Takashi Murakami – The Fun King meets the Sun King
Chateau de Versailles September 14 – December 12 2010
Reviewed byVictoria Hobday.
Following the autumn throngs through the royal apartments at the Palace of Versailles one is struck by the diversity of nationalities, the amount of photographic equipment and the irritating background drone of audio-guides tuned to a multitude of languages with the volume cranked up. The self consciously regal decoration of the rooms still impresses with their grand scale and wonderful ceiling paintings, the parquetry in its distinctive squared pattern polished by the tread of a steady army of nike running shoes.
In September 2008 Jean-Jacques Aillagon, the director of the Palace of Versailles, organised the first contemporary exhibition within the royal apartments of works by the American artist Jeff Koons [Slide show figure 1] The works created just the right amount of controversy when they were shown within these hallowed rooms, loud works with shiny surfaces, Disneyland sentiments and American volume…quel horreur! The New York Times reported the event as ‘an American Invasion’ and there was a small demonstration outside the palace gates by a dozen or so people from the National Union of Writers of France, a small right-wing group dedicated to ‘the artistic purity in France’. The ingredients were perfect; it was a huge success.
This September it is the turn of Japanese artist Takashi Murakami, known for his manga-like artworks that reflect the deep-rooted fascination with perpetual childhood that is found in Japanese contemporary culture. Murakami like Koons before him has found much in the detailed and layered baroque interiors to ‘riff’ with his own oeuvre. The unabashed use of colour, shine, gold and repetitive motif invites your eye to search for similar devices used by the Baroque artists and artisans that created the host spaces. Of course the advantage of working with the architecture and having a few hundred years to knock some of the more risky juxtapositions back a touch does make the Baroque art look more considered. However, it is transformative to see the works of artists from different times, different cultures and created for different audiences, performing a little pas de deux. Walking through the apartments the first Murakami that is seen answers the scale and opulence of the Hercules Salon with equal scale and absurdity. An eight metre high fibreglass Buddha stands defiantly large and proportionally comfortable in the surrounding grandeur, the work is titled Tongari-kun, or in English Mister Pointy [Slide show figure 2]. On the website there are references cited in this work to Tibetan Buddhism and Maya culture but the over-riding effect is of a large rather playful creature sitting comfortably on a frog balanced on a lotus. When one considers the scenes surrounding this artwork, it all seems a bit tame in truth.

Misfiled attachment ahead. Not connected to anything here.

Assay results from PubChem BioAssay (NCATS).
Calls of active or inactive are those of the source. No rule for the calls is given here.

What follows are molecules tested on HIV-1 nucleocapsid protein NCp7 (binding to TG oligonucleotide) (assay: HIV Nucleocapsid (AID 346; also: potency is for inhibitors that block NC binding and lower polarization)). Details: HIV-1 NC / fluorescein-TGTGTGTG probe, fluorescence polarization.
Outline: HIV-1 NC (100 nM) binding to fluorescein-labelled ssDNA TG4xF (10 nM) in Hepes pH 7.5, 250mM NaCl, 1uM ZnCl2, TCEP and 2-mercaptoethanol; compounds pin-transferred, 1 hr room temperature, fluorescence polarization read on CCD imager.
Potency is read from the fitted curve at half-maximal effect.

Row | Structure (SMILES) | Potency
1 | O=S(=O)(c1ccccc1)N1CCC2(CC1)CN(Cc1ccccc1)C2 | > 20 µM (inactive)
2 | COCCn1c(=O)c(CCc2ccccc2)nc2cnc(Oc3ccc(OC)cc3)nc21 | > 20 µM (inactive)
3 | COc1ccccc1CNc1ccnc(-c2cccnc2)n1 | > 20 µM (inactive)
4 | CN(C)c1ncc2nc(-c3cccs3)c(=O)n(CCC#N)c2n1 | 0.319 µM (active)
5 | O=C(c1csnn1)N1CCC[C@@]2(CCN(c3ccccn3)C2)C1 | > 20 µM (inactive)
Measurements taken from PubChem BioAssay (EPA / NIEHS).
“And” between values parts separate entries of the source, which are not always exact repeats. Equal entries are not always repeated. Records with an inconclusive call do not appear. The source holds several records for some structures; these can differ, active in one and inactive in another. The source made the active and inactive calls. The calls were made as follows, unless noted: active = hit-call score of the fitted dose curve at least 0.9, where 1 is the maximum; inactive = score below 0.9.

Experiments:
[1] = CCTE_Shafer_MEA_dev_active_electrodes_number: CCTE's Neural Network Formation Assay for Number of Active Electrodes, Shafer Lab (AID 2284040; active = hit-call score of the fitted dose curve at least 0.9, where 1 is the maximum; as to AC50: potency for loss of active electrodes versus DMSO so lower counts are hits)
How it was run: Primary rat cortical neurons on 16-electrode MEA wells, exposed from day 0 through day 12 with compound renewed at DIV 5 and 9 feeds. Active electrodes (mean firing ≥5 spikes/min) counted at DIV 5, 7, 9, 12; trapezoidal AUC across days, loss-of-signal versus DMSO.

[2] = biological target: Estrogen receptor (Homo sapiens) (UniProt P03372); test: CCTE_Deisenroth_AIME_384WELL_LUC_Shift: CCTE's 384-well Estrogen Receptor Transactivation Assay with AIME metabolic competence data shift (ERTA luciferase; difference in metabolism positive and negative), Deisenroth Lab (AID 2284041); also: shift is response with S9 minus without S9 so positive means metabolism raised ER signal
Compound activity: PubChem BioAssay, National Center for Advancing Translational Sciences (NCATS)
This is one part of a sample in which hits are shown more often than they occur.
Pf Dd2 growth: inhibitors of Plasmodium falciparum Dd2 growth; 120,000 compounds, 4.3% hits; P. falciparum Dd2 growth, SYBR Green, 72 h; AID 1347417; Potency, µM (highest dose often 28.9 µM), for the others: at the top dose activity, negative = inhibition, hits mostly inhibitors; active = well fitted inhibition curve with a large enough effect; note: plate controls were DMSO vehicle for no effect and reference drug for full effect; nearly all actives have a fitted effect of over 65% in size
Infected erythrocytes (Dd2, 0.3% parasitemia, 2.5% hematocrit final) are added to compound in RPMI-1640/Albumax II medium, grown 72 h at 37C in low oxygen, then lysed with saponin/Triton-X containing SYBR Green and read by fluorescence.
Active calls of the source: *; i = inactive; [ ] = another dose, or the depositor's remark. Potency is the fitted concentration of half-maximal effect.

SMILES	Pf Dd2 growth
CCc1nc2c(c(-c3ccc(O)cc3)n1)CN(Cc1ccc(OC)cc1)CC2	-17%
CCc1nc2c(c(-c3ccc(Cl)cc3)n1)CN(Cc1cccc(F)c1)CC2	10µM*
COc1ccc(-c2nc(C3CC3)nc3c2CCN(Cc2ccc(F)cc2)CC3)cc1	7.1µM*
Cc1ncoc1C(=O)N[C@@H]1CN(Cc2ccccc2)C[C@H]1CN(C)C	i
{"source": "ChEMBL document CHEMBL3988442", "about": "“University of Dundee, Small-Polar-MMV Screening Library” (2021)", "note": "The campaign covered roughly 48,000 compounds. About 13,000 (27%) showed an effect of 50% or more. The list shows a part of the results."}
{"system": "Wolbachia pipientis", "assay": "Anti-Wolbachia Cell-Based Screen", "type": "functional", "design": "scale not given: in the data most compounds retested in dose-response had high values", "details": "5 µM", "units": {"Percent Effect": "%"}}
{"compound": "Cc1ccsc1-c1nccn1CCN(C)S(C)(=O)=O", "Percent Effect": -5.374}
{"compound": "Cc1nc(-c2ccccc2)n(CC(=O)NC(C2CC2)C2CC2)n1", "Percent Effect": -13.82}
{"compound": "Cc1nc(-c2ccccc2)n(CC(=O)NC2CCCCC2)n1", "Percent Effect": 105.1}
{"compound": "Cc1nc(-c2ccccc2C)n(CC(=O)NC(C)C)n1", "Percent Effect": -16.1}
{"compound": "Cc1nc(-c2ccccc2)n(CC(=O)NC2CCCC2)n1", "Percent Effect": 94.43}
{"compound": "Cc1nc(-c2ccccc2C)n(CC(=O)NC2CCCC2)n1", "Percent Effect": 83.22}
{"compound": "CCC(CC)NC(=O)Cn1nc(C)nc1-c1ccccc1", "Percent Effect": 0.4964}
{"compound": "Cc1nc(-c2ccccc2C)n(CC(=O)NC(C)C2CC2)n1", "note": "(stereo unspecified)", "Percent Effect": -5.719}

Francois Lemoyne (1688 -1737) painted the large scene on the ceiling, which depicts the apotheosis of Hercules, in 1737 [Slide show figure 3]. The edges surge with muscular figures and seated draped women look down from their apparently vertiginous corners. In the inner circle swirls of important dwellers of Mount Olympus ready themselves for the grand occasion in ever heightening clouds around a central view of heavenly brilliant sky. Lofty stuff indeed. Couple this with the two massive Veronese paintings, one a diplomatic gift from the Republic of Venice to Louis XIV in 1664 – Feast in the House of Simon and the other above a fireplace (that is the size of a family car), Rebecca at the Well. Mister Pointy has a lot to compete with – and this work rises well to the challenge, there is a pleasant synergy when you enter the space. It is the most austere of Murakami’s works in this exhibition, centred and huge it converses with the golden Oval Buddha [Slide show figure 4] that sits outside overlooking the main axis of the gardens.
Murakami’s sculpture Flower Matango [Slide show figures 5 and 6] stands at the end of the Hall of Mirrors and is like a mad flower arrangement brought in from the formal gardens – a riot of colour standing on a pedestal the work has branches of flowers with happy smiley faces spinning off from the central orb. The joyousness of Murakami’s work is evident in this piece, and in the accompanying Superflat Flowers [Slide show figure 7], both of which are positioned so that one looks across them to the autumn garden outside. The director Aillagon and the curator Laurent Le Bon have chosen carefully, avoiding Murakami’s more controversial works such as My Lonesome Cowboy and Hiropon which are only vaguely alluded to in the figure Miss K02 [Slide show figure 8] as she pertly welcomes visitors to the Hall of Mirrors. There have been unspoken concessions made in this first retrospective of Murakami’s work in France. The more risqué works are obviously missing in consideration of the broader audience that the Palace of Versailles attracts.